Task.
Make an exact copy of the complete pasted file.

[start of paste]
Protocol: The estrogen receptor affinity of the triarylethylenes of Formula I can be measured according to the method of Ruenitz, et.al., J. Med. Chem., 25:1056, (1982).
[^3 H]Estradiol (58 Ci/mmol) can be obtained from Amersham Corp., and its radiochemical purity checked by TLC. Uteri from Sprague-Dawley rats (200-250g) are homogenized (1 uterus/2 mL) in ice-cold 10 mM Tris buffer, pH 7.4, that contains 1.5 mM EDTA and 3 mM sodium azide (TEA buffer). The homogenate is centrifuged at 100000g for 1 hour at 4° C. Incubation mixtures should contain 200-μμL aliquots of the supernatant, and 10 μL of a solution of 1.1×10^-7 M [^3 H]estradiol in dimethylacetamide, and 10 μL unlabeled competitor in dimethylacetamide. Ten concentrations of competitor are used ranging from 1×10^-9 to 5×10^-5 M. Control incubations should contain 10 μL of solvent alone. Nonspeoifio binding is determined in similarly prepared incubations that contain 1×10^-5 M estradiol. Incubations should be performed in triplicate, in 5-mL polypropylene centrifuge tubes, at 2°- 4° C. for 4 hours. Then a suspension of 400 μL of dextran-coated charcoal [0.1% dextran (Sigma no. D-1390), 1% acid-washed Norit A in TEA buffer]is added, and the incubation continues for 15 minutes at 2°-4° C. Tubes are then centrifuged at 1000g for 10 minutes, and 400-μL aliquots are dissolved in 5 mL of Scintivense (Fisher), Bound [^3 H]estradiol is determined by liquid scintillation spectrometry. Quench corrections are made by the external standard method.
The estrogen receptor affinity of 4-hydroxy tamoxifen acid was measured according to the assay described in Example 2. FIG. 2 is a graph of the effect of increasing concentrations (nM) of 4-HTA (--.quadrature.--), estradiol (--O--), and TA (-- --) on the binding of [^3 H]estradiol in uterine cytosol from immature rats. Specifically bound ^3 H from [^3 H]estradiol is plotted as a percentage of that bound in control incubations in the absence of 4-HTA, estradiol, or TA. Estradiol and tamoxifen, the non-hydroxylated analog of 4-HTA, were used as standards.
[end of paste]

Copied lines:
Protocol: The estrogen receptor affinity of the triarylethylenes of Formula I can be measured according to the method of Ruenitz, et.al., J. Med. Chem., 25:1056, (1982).
[^3 H]Estradiol (58 Ci/mmol) can be obtained from Amersham Corp., and its radiochemical purity checked by TLC. Uteri from Sprague-Dawley rats (200-250g) are homogenized (1 uterus/2 mL) in ice-cold 10 mM Tris buffer, pH 7.4, that contains 1.5 mM EDTA and 3 mM sodium azide (TEA buffer). The homogenate is centrifuged at 100000g for 1 hour at 4° C. Incubation mixtures should contain 200-μμL aliquots of the supernatant, and 10 μL of a solution of 1.1×10^-7 M [^3 H]estradiol in dimethylacetamide, and 10 μL unlabeled competitor in dimethylacetamide. Ten concentrations of competitor are used ranging from 1×10^-9 to 5×10^-5 M. Control incubations should contain 10 μL of solvent alone. Nonspeoifio binding is determined in similarly prepared incubations that contain 1×10^-5 M estradiol. Incubations should be performed in triplicate, in 5-mL polypropylene centrifuge tubes, at 2°- 4° C. for 4 hours. Then a suspension of 400 μL of dextran-coated charcoal [0.1% dextran (Sigma no. D-1390), 1% acid-washed Norit A in TEA buffer]is added, and the incubation continues for 15 minutes at 2°-4° C. Tubes are then centrifuged at 1000g for 10 minutes, and 400-μL aliquots are dissolved in 5 mL of Scintivense (Fisher), Bound [^3 H]estradiol is determined by liquid scintillation spectrometry. Quench corrections are made by the external standard method.
The estrogen receptor affinity of 4-hydroxy tamoxifen acid was measured according to the assay described in Example 2. FIG. 2 is a graph of the effect of increasing concentrations (nM) of 4-HTA (--.quadrature.--), estradiol (--O--), and TA (-- --) on the binding of [^3 H]estradiol in uterine cytosol from immature rats. Specifically bound ^3 H from [^3 H]estradiol is plotted as a percentage of that bound in control incubations in the absence of 4-HTA, estradiol, or TA. Estradiol and tamoxifen, the non-hydroxylated analog of 4-HTA, were used as standards.